To gain insight into the BepA–LptD interaction, we examined the role of the conserved edge-strand of BepA in its function. Our results showed that the BepA edge-strand participates not only in the proteolytic activity but also, unexpectedly, in the chaperone-like activity through its direct interaction with LptD (Figure 1). The results of the photo- and disulfide-crosslinking analyses indicated that the N-terminal half of the LptD β-barrel-forming domain interacts with the BepA edge-strand (Figure 2 and Figure 3). Moreover, we showed that BepA demonstrated interaction with an LptD assembly intermediate whose C-terminal region was associated with the seam strand of BamA on the BAM complex (Figure 4). A ternary complex formation among an assembly intermediate of an OM protein (EspP, an autotransporter), a periplasmic chaperone (SurA/Skp), and the BAM complex has been suggested form biochemical studies including crosslinking, although the ternary complex was not directly detected (Ieva et al., 2011). We here experimentally demonstrated the ternary complex formation for LptD, BepA, and the BAM complex. A similar client-chaperone-BAM ternary complex might be formed in the assembly of other OM proteins. These observations provide useful insights into the BepA functions involved in the biogenesis and quality control of LptD, and also the assembly mechanism of other OM proteins.

Interaction between the edge-strand of BepA and an LptD assembly intermediate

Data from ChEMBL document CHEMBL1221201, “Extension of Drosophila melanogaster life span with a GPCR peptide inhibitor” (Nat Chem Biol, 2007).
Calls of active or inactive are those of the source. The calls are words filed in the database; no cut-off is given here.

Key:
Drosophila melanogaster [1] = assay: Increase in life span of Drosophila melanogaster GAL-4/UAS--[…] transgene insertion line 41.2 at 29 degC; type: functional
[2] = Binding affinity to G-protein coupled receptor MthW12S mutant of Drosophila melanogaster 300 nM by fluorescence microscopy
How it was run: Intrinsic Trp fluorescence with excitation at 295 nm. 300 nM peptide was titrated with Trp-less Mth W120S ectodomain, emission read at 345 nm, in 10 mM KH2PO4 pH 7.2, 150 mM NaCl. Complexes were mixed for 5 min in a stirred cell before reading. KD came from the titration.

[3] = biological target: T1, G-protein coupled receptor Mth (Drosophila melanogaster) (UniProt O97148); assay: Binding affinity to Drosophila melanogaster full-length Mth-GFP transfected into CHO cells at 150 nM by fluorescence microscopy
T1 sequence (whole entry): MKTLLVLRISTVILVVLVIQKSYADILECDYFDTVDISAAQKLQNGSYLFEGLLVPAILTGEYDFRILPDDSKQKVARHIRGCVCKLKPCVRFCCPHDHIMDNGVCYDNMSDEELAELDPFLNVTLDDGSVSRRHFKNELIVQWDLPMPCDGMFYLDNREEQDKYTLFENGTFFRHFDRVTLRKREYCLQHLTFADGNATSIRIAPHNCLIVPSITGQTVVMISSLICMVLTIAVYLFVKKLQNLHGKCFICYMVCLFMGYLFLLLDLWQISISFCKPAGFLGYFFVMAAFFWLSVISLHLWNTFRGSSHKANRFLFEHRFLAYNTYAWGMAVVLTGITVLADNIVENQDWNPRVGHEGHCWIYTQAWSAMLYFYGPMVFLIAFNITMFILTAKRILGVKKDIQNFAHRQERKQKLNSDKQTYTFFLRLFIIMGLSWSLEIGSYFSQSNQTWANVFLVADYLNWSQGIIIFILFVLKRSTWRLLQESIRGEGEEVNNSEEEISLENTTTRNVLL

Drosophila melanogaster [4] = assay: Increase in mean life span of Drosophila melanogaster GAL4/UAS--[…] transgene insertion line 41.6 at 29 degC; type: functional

Our previous results have shown that BepA interacts with the BAM complex via its C-terminal TPR domain partly inserted into the periplasmic ring-like structure of the BAM complex (Daimon et al., 2017; Shahrizal et al., 2019). In this study, we observed that BepA showed crosslinking with the N-terminal half of the LptD β-barrel-forming domain but not with the C-terminal half. This observation was consistent with the localization of LptD on the BAM complex; the N-terminal region was localized at/near the periplasmic surface of the BAM complex, and the C-terminal region was inserted deep into the BAM complex’s interior. The results of the disulfide-crosslinking experiments showed that several positions, including Tyr-331, in the N-terminal half of the LptD β-barrel-forming domain interacted with the edge-strand. The recently solved structures of BepA (Bryant et al., 2020; Shahrizal et al., 2019) showed that the active site region including the edge-strand was located inside the BepA molecule, leading to the suggestion that structural changes in BepA including the movement of the α6- and α9-loops covering the active site/edge-strand were necessary to enable access of a substrate to the active site/edge-strand region (Figure 5—figure supplement 1). However, even after such structural changes, the edge-strand should be located at a recessed position. This suggests that the regions around the BepA-crosslinked positions in the LptD assembly intermediate do not form an extensive β-sheet structure as found in the mature LptD to gain access to the edge-strand of BepA (Figure 5—figure supplement 1). Furthermore, pBPA at positions of both the inward-pointing and outward-pointing residues in the mature β-barrel domain of LptD was crosslinked with BepA.